Integrating petrography, mineralogy and hydrochemistry to constrain the influence and distribution of groundwater contributions to baseflow in poorly productive aquifers

Insights from Gortinlieve catchment, Co. Donegal, NW Ireland

John Caulfield, Merlyn Chelliah, Jean-Christophe Comte, Rachel Cassidy, Raymond Flynn

Research output: Contribution to journalArticle

6 Citations (Scopus)

Abstract

Identifying groundwater contributions to baseflow forms an essential part of surface water body characterisation. The Gortinlieve catchment (5 km2) comprises a headwater stream network of the Carrigans River, itself a tributary of the River Foyle, NW Ireland. The bedrock comprises poorly productive metasediments that are characterised by fracture porosity. We present the findings of a multi-disciplinary study that integrates new hydrochemical and mineralogical investigations with existing hydraulic, geophysical and structural data to identify the scales of groundwater flow and the nature of groundwater/bedrock interaction (chemical denudation). At the catchment scale, the development of deep weathering profiles is controlled by NE-SW regional scale fracture zones associated with mountain building during the Grampian orogeny. In-situ chemical denudation of mineral phases is controlled by micro- to meso-scale fractures related to Alpine compression during Palaeocene to Oligocene times. The alteration of primary muscovite, chlorite (clinochlore) and albite along the surfaces of these small-scale fractures has resulted in the precipitation of illite, montmorillonite and illite-montmorillonite clay admixtures. The interconnected but discontinuous nature of these small-scale structures highlights the role of larger scale faults and fissures in the supply and transportation of weathering solutions to/from the sites of mineral weathering. The dissolution of primarily mineral phases releases the major ions Mg, Ca and HCO3 that are shown to subsequently form the chemical makeup of groundwaters. Borehole groundwater and stream baseflow hydrochemical data are used to constrain the depths of groundwater flow pathways influencing the chemistry of surface waters throughout the stream profile. The results show that it is predominantly the lower part of the catchment, which receives inputs from catchment/regional scale groundwater flow, that is found to contribute to the maintenance of annual baseflow levels. This study identifies the importance of deep groundwater in maintaining annual baseflow levels in poorly productive bedrock systems.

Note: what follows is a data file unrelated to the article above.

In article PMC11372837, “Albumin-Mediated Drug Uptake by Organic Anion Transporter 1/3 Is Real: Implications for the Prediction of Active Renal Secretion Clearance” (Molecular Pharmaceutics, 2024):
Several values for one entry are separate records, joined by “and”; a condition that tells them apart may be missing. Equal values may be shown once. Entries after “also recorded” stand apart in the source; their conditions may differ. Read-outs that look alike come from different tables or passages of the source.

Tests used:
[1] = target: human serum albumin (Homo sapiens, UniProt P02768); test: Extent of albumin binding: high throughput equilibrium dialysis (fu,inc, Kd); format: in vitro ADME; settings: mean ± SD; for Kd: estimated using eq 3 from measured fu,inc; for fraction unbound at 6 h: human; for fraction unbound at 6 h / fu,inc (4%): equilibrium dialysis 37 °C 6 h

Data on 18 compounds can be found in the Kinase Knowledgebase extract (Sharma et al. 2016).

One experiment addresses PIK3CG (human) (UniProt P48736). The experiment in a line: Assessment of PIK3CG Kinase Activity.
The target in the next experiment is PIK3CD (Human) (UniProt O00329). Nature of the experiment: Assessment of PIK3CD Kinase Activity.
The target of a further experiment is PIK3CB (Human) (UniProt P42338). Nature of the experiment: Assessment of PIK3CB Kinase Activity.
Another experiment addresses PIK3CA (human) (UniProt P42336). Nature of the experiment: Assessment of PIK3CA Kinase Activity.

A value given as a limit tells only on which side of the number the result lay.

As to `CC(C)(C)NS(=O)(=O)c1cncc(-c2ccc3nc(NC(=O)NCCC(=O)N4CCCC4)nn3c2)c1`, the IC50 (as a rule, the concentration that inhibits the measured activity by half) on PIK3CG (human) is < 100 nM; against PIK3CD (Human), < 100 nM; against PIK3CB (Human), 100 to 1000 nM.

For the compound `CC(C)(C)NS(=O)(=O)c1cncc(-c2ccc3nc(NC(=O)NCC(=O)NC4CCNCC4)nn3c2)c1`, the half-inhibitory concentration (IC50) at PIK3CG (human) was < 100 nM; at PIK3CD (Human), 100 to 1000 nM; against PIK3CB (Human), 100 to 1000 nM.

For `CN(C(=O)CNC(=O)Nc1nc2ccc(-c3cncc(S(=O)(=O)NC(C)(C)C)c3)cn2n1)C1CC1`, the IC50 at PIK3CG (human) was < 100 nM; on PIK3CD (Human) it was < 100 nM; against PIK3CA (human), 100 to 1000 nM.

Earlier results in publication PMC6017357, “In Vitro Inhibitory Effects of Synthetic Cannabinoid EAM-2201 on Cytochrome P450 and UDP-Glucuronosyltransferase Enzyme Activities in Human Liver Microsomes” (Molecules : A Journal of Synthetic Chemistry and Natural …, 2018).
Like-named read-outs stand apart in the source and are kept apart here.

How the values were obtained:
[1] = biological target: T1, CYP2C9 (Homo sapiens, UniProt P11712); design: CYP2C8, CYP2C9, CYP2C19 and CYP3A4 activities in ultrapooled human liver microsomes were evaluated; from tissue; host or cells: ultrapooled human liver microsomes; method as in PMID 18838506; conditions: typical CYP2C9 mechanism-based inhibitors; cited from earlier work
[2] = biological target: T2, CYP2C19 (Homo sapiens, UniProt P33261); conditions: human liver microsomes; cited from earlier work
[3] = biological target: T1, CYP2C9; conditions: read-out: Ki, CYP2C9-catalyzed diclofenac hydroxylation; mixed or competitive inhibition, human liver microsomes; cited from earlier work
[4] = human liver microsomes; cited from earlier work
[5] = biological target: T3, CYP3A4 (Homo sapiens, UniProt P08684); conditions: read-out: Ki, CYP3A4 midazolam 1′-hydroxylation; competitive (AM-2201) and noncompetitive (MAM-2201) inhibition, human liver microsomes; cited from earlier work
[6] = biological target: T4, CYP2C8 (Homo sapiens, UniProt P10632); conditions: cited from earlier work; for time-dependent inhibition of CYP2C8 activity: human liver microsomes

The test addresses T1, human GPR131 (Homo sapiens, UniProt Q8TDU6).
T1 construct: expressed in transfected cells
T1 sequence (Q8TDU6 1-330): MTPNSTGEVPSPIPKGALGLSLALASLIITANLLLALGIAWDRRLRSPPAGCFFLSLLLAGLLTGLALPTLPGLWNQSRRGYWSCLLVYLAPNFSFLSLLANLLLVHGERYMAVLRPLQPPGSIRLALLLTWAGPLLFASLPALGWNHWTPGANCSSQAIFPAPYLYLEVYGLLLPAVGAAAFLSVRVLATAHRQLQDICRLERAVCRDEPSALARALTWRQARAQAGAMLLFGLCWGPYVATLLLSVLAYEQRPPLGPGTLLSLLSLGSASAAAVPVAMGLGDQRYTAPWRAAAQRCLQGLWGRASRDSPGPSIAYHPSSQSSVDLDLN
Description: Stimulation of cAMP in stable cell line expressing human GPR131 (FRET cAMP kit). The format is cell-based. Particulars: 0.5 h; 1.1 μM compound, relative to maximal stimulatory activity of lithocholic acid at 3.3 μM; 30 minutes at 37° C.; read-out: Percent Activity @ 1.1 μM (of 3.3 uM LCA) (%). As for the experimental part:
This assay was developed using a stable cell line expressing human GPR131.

Original languageEnglish
Pages (from-to)224-234
Number of pages11
JournalScience of the Total Environment
Volume500-501
Early online date15 Sep 2014
DOIs
Publication statusPublished - 1 Dec 2014

Fingerprint

Hydrochemistry
Petrography
hydrochemistry
Mineralogy
baseflow
petrography
Aquifers
Catchments
Groundwater
mineralogy
Groundwater flow
aquifer
catchment
Weathering
groundwater
groundwater flow
Minerals
Bentonite
bedrock
denudation

Keywords

  • poorly productive bedrock aquifers
  • fracture porosity
  • weathering
  • clay
  • groundwater
  • baseflow

Cite this

@article{80797ecf8ed3419ea2533a52f64dc11c,
title = "Integrating petrography, mineralogy and hydrochemistry to constrain the influence and distribution of groundwater contributions to baseflow in poorly productive aquifers: Insights from Gortinlieve catchment, Co. Donegal, NW Ireland",
abstract = "Identifying groundwater contributions to baseflow forms an essential part of surface water body characterisation. The Gortinlieve catchment (5 km2) comprises a headwater stream network of the Carrigans River, itself a tributary of the River Foyle, NW Ireland. The bedrock comprises poorly productive metasediments that are characterised by fracture porosity. We present the findings of a multi-disciplinary study that integrates new hydrochemical and mineralogical investigations with existing hydraulic, geophysical and structural data to identify the scales of groundwater flow and the nature of groundwater/bedrock interaction (chemical denudation). At the catchment scale, the development of deep weathering profiles is controlled by NE-SW regional scale fracture zones associated with mountain building during the Grampian orogeny. In-situ chemical denudation of mineral phases is controlled by micro- to meso-scale fractures related to Alpine compression during Palaeocene to Oligocene times. The alteration of primary muscovite, chlorite (clinochlore) and albite along the surfaces of these small-scale fractures has resulted in the precipitation of illite, montmorillonite and illite-montmorillonite clay admixtures. The interconnected but discontinuous nature of these small-scale structures highlights the role of larger scale faults and fissures in the supply and transportation of weathering solutions to/from the sites of mineral weathering. The dissolution of primarily mineral phases releases the major ions Mg, Ca and HCO3 that are shown to subsequently form the chemical makeup of groundwaters. Borehole groundwater and stream baseflow hydrochemical data are used to constrain the depths of groundwater flow pathways influencing the chemistry of surface waters throughout the stream profile. The results show that it is predominantly the lower part of the catchment, which receives inputs from catchment/regional scale groundwater flow, that is found to contribute to the maintenance of annual baseflow levels. This study identifies the importance of deep groundwater in maintaining annual baseflow levels in poorly productive bedrock systems.",